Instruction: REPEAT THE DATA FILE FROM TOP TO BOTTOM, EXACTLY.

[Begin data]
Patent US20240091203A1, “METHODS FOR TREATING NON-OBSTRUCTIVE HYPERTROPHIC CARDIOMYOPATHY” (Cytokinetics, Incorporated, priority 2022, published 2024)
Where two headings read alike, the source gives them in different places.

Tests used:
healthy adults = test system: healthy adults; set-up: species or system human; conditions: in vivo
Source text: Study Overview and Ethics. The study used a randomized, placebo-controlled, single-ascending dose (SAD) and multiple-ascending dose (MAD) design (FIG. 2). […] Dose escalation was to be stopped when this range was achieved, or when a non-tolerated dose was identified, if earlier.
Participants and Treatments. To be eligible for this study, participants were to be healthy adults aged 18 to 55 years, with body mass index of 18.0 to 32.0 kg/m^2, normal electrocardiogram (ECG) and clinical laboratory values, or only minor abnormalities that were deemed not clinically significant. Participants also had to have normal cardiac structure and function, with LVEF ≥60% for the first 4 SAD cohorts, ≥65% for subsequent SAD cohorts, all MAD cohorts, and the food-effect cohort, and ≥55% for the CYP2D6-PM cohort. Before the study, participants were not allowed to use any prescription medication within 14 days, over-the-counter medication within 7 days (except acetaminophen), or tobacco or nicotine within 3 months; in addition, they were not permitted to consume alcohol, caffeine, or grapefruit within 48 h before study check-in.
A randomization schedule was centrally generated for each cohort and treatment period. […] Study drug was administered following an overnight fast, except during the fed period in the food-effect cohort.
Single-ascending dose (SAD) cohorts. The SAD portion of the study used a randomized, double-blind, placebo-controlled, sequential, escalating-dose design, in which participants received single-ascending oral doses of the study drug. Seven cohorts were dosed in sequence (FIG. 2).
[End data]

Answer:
Patent US20240091203A1, “METHODS FOR TREATING NON-OBSTRUCTIVE HYPERTROPHIC CARDIOMYOPATHY” (Cytokinetics, Incorporated, priority 2022, published 2024)
Where two headings read alike, the source gives them in different places.

Tests used:
healthy adults = test system: healthy adults; set-up: species or system human; conditions: in vivo
Source text: Study Overview and Ethics. The study used a randomized, placebo-controlled, single-ascending dose (SAD) and multiple-ascending dose (MAD) design (FIG. 2). […] Dose escalation was to be stopped when this range was achieved, or when a non-tolerated dose was identified, if earlier.
Participants and Treatments. To be eligible for this study, participants were to be healthy adults aged 18 to 55 years, with body mass index of 18.0 to 32.0 kg/m^2, normal electrocardiogram (ECG) and clinical laboratory values, or only minor abnormalities that were deemed not clinically significant. Participants also had to have normal cardiac structure and function, with LVEF ≥60% for the first 4 SAD cohorts, ≥65% for subsequent SAD cohorts, all MAD cohorts, and the food-effect cohort, and ≥55% for the CYP2D6-PM cohort. Before the study, participants were not allowed to use any prescription medication within 14 days, over-the-counter medication within 7 days (except acetaminophen), or tobacco or nicotine within 3 months; in addition, they were not permitted to consume alcohol, caffeine, or grapefruit within 48 h before study check-in.
A randomization schedule was centrally generated for each cohort and treatment period. […] Study drug was administered following an overnight fast, except during the fed period in the food-effect cohort.
Single-ascending dose (SAD) cohorts. The SAD portion of the study used a randomized, double-blind, placebo-controlled, sequential, escalating-dose design, in which participants received single-ascending oral doses of the study drug. Seven cohorts were dosed in sequence (FIG. 2).